This cost drops to zero going upmarket. The ~50 is for todays equivalent of Peugeout 106 (or whatever the cheap model of the sole manufacturer obstinate to install Eu recommended safety features without a regulatory mandate).
The moment you go up from there the incremental cost to the stereo drops rapidly to zero as it is likely to be Android driven anyway, have traffic updates anyway and as you go in the upper half of the market have GPS anyway. This directive will simply accelerate this a bit.
The math is also broken - while you may save only 2500 lives you are also likely to reduce dramatically various costs across the medical systems by having a trauma team in place and in time even for less critical injuries. So you also have benefit for lives "improved", not just those saved.
The only people who will be bummering here are the mobile operators which have to deal with a few tens of millions of SIMs (including roaming) in continental Europe. However, once again - this cost goes to zero upmarket because the units will be using a service anyway.
Re: You could say
Bingo David, I was going to say the same.
Work is _NOT_ life. Work is a source of income so you can _HAVE_ a life. Outside work you know. My wife has no clue what I do at work. Neither do my kids and that is exactly the way I want it. Neither do any of my friends who do not happen to be colleagues as well. No shop talk at the table, no shop talk in the bar.
That is probably one of the reasons why the IT profession on the continent is not so much of a a nerd central (especially in Eastern Europe).
They draw the work/life line in considerably more clear terms there. You do not need to explain to an Eastern European such basic concepts like "work != жизнь" for any values of жизнь, regardless of the amount of motivational posters, cosy happy color cushions, fruit bowl feeders in the kitchenette and socialist motivational slogans plastered on the office wall.
Re: So, to summarise...
The summary is - always use CPU frequency scaling and have a cooling system which has feedback control of some sorts - either 4 pin fans or 3 pin fans with integrated thermal sensors and rev control. Make sure you do not have hot pockets, etc too.
This would explain the rather strange laptop stats. The average laptop cooling system sucks bricks sidewize through a thin straw compared to a desktop. However, all of it is controlled by the OS (via acpi or whatever other interface is available) and cranked up to match the heat output. In addition to that air is taken from outside and dumped to the outside. There is no internal recirculation.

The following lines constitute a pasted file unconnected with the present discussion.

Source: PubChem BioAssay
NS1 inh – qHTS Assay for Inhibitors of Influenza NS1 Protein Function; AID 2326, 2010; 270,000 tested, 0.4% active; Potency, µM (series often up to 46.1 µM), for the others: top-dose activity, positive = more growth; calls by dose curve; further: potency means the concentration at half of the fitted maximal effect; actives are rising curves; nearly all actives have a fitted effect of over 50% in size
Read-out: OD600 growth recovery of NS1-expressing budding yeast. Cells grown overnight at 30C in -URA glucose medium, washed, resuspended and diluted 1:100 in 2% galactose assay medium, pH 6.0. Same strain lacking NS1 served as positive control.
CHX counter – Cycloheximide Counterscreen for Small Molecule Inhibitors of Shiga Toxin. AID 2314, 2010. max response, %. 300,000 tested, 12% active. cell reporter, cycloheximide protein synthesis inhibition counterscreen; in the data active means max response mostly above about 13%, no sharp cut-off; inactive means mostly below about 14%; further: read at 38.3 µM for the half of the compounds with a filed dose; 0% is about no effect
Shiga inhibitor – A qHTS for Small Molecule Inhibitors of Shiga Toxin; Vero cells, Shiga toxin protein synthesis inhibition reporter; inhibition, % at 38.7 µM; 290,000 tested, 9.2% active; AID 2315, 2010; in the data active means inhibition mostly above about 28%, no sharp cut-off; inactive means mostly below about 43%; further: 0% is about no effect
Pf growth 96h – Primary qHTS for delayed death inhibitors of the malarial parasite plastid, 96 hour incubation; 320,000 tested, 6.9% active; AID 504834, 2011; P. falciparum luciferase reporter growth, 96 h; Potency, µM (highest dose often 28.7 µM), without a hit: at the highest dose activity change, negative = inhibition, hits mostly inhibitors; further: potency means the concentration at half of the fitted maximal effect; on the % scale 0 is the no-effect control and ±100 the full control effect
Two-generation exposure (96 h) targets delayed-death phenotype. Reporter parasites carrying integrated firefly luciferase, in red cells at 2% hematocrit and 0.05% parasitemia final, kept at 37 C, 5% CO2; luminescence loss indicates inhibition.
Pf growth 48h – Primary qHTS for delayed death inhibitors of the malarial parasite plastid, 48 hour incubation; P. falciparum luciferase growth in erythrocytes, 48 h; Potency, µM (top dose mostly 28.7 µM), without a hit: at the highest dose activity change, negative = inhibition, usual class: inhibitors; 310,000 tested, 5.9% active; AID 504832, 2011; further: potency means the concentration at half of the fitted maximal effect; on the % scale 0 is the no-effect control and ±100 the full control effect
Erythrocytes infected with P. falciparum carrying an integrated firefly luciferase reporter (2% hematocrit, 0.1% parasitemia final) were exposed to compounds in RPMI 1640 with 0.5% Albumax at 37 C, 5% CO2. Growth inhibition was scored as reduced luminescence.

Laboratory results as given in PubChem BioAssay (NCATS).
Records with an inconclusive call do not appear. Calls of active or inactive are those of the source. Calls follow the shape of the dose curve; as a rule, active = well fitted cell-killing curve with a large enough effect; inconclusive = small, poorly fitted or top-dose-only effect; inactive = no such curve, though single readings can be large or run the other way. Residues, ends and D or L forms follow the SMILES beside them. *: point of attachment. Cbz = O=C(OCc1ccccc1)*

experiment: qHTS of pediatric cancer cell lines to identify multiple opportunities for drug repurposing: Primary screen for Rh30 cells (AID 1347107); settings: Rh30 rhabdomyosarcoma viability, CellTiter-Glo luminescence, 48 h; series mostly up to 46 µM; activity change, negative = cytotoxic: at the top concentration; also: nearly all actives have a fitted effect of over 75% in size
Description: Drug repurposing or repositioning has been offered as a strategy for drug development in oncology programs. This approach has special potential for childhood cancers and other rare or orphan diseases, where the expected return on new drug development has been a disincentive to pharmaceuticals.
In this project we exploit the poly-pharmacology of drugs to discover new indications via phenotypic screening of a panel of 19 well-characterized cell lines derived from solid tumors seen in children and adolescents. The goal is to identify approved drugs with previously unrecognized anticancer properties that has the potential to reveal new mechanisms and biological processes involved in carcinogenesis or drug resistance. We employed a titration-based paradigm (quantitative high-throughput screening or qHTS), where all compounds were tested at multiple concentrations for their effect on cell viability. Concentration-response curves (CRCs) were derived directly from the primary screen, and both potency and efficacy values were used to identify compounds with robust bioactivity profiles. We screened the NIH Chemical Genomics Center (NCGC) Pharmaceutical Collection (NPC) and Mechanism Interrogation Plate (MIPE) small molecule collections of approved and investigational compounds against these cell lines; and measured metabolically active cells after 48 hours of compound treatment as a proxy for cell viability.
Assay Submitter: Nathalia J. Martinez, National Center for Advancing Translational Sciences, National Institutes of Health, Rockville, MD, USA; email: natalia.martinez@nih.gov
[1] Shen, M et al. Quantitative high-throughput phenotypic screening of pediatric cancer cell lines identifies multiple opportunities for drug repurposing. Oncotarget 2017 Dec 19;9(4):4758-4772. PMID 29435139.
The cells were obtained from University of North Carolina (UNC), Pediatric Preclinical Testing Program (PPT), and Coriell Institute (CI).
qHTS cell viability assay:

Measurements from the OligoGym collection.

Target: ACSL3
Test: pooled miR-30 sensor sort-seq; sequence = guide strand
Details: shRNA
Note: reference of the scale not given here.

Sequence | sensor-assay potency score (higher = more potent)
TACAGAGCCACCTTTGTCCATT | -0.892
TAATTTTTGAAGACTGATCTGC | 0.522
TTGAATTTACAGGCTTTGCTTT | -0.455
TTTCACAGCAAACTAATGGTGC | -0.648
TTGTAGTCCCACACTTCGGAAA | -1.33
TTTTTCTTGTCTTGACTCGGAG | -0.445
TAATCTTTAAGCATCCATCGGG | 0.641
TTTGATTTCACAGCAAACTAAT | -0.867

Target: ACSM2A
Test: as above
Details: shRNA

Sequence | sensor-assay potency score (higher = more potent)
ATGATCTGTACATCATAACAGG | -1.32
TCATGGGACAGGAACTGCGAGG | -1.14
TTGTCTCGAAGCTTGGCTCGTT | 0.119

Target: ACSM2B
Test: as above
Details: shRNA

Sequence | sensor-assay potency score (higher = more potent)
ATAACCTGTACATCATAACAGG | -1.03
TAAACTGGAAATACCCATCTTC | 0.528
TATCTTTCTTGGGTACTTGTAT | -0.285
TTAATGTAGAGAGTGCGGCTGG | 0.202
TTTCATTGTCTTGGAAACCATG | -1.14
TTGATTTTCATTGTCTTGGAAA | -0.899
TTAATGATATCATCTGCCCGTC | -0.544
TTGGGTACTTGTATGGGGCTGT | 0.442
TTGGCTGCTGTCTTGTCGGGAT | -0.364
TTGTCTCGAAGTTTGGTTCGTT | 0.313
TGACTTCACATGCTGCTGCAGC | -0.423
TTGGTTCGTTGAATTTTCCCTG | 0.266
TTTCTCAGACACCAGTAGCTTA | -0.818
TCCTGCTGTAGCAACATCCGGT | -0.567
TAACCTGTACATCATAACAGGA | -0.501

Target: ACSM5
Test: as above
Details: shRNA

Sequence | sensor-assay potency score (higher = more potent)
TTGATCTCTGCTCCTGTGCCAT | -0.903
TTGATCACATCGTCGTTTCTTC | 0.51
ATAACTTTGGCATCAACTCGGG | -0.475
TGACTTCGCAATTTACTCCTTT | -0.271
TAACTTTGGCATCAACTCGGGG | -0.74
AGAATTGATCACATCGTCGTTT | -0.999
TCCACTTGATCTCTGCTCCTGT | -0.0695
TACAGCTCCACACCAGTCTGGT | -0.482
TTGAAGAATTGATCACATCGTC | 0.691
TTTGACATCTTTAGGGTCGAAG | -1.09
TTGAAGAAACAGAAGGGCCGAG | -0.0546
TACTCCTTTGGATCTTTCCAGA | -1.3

Out of all "other" reasons this is the most likely reason for "white box sucketh" results too. Most whitebox manufacturers do not have the resources to spend on analyzing and fixing airflow in their systems so they end up with hotspots here and there. Otherwise the parts which they use are not that different from "big labels".
By the way - the summary is totally valid for Linux too. If you want it stable - ensure that your cooling system operates properly and is matched by appropriate controls in the OS - lmsensors, fan control or the odd script which starts limiting the CPU frequency if the temperature crosses a particular threshold.
Re: $1.75m out of pocket
Claimants are Stratfor (ex)-customers which have been fed their "product" for a while at the prices usually paid for. You do not buy this kind of services one off - you buy them on a recurring basis. So, actually, it is pretty safe that they would have bought it - same as the month of service.
Re: Don't think Samsung will be too upset...
Quote: "It invented by a small company who made multi-touch keyboards and trackpads before Apple bought them. "
That is where Apple got the tech, it is not where it got the IPR. Most of the IPR is from one well known place where a lot of stuff got invented and none of it got implemented. I am tempted to say why, but I will not.
Hint - look at the original assignees of the patents used by Apple to sue people over touchscreen stuff.
Defy MINI retails at 79£ at the moment from amazon, not 150. This firmly puts it on top of the ranking based on its sheer value for the money.
By the way, it is not its screen which is unresponsive, it is the horrid keyboard app. Replace that with Go keyboard or something else which is more sane (and less cluttered) and you have a very nice phone.
I just got Junior one of these to replace the N95 which ended up under the council lawnmower mowing the school playground. IMHO it looks like it has a chance of surviving for the next few months :)
Re: Don't think Samsung will be too upset...
Cars, HiFis and TVs _HAVE_ that ridiculous level of patent encumberance. A single modern car diesel engine has anywhere between a few hundred and a few thousand patents protecting it. It is rather unsurprising that there are a handful of sources for them nowdays. Even those have to cross-license a lot of IPR to be able to produce them.
The reason why you do not often hear about silly lawsuits is because all big players: